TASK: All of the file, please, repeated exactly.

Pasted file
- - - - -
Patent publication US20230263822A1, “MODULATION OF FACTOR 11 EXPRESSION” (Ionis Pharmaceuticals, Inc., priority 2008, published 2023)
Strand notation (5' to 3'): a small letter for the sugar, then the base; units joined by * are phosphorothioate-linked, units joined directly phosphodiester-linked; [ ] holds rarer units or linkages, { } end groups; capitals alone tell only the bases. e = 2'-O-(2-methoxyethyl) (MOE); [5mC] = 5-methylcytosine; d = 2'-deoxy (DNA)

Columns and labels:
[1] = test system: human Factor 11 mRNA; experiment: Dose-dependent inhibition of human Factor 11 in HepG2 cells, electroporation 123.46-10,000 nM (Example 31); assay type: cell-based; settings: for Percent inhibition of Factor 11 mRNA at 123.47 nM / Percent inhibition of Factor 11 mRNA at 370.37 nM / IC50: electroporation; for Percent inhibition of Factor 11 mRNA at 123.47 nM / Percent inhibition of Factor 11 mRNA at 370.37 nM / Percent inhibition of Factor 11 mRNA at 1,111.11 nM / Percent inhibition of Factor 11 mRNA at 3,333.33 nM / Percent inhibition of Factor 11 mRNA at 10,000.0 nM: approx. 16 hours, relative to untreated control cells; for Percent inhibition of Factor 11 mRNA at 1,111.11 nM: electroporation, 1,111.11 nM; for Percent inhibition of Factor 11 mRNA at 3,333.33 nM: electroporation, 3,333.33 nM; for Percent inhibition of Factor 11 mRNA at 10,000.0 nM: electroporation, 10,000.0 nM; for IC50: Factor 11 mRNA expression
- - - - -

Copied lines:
Patent publication US20230263822A1, “MODULATION OF FACTOR 11 EXPRESSION” (Ionis Pharmaceuticals, Inc., priority 2008, published 2023)
Strand notation (5' to 3'): a small letter for the sugar, then the base; units joined by * are phosphorothioate-linked, units joined directly phosphodiester-linked; [ ] holds rarer units or linkages, { } end groups; capitals alone tell only the bases. e = 2'-O-(2-methoxyethyl) (MOE); [5mC] = 5-methylcytosine; d = 2'-deoxy (DNA)

Columns and labels:
[1] = test system: human Factor 11 mRNA; experiment: Dose-dependent inhibition of human Factor 11 in HepG2 cells, electroporation 123.46-10,000 nM (Example 31); assay type: cell-based; settings: for Percent inhibition of Factor 11 mRNA at 123.47 nM / Percent inhibition of Factor 11 mRNA at 370.37 nM / IC50: electroporation; for Percent inhibition of Factor 11 mRNA at 123.47 nM / Percent inhibition of Factor 11 mRNA at 370.37 nM / Percent inhibition of Factor 11 mRNA at 1,111.11 nM / Percent inhibition of Factor 11 mRNA at 3,333.33 nM / Percent inhibition of Factor 11 mRNA at 10,000.0 nM: approx. 16 hours, relative to untreated control cells; for Percent inhibition of Factor 11 mRNA at 1,111.11 nM: electroporation, 1,111.11 nM; for Percent inhibition of Factor 11 mRNA at 3,333.33 nM: electroporation, 3,333.33 nM; for Percent inhibition of Factor 11 mRNA at 10,000.0 nM: electroporation, 10,000.0 nM; for IC50: Factor 11 mRNA expression